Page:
By current standards, the lack of third-party coverage would be impermissible. But treating patients without insurance meant that I had to give my acute attention to the price of every medical intervention. The costs could have a direct and painful impact on a family's budget. So I had to know the prices for most of the medications I prescribed and of most of the tests I might order. I learned to play for time by waiting, when it was safe to, before ordering an X-ray or a test—and to substitute less-expensive medications for more costly ones wherever possible.
I developed pastimes that were diverting but would permit me to be available to patients 24-7, requiring coverage by a substitute only for a two-week vacation annually. Few physicians nowadays would undertake such an onerous schedule, and yet many of the inconveniences are offset by benefits. If you are caring for your own patients, you know them and their ailments and can manage a great deal over the telephone (or by email these days), with minimal cost to them and minimal intrusion into your own life. By contrast, covering for another physician almost invariably means inefficiency—additional time to learn the patients' relevant history, and often either a direct patient encounter or an outpatient facility visit, all of which greatly add to the cost.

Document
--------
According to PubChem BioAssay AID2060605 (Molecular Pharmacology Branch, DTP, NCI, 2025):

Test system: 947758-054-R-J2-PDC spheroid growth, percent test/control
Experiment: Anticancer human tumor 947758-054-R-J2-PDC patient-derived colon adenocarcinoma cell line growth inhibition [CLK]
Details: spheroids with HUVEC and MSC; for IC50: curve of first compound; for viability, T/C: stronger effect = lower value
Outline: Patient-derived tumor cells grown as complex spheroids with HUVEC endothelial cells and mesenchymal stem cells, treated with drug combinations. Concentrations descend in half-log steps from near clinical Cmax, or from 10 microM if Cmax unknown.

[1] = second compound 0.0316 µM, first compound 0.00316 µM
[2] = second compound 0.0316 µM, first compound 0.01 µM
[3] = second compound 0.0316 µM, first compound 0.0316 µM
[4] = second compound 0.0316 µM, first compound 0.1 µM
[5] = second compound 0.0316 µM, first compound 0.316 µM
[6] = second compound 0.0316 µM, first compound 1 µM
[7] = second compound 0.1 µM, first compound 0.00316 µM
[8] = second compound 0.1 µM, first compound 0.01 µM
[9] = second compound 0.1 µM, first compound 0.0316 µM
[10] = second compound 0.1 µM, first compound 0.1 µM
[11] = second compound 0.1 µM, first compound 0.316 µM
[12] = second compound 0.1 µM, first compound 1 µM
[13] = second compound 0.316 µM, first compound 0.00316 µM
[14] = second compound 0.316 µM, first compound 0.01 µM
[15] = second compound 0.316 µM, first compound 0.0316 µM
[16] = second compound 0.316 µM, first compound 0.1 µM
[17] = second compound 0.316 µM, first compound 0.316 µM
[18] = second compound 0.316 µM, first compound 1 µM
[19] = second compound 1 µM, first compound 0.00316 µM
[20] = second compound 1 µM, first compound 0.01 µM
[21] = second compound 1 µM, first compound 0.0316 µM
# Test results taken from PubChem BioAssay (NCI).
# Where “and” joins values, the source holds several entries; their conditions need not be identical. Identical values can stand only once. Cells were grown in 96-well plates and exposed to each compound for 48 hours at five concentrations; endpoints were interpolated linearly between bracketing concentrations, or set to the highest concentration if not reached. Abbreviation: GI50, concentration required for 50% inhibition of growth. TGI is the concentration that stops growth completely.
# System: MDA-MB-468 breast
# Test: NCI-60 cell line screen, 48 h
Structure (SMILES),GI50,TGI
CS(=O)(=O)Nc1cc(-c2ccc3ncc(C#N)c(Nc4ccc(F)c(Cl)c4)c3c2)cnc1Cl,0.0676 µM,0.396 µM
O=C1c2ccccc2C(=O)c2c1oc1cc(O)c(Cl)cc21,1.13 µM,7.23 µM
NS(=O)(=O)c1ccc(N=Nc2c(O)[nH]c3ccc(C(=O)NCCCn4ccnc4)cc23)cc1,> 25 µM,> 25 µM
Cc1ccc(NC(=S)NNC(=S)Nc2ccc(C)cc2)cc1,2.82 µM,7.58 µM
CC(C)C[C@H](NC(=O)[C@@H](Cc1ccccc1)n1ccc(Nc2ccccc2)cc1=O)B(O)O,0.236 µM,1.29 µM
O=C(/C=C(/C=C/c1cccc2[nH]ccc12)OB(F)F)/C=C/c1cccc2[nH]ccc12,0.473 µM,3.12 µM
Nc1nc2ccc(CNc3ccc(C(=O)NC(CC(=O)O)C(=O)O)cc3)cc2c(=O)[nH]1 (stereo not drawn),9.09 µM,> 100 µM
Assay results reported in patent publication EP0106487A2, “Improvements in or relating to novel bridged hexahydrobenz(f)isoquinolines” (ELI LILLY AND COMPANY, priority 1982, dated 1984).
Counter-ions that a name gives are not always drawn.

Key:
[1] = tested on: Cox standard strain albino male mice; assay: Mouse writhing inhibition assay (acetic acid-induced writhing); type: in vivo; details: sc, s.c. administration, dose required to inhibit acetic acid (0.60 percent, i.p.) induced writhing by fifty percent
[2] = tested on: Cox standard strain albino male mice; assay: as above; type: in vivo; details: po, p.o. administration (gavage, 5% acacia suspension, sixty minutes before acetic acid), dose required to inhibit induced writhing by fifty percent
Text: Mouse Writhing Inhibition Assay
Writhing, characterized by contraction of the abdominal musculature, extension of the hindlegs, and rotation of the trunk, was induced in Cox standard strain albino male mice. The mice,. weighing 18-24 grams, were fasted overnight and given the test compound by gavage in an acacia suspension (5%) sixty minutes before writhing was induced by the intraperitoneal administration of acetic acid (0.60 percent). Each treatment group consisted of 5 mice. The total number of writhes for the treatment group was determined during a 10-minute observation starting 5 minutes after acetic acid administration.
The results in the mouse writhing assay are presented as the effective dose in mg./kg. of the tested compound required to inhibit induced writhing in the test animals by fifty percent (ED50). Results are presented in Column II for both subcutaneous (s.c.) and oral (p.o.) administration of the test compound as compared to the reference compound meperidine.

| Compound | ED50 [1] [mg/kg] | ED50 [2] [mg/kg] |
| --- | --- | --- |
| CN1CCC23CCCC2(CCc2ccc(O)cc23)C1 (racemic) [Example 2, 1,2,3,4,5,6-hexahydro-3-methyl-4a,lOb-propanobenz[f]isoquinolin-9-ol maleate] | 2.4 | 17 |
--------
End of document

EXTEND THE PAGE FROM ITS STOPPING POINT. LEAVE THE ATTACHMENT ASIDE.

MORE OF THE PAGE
Then, in the mid-1970s, things changed, and we became enlightened. Third parties, typically the insurance companies, were interpolated between the physician and the patient. Some of the consequences were unfortunate.
Hahahahaaaa!!! That is ME laughing at YOU, cruel world.
I could not love thee, dear, so much,
Loved I not Honor more.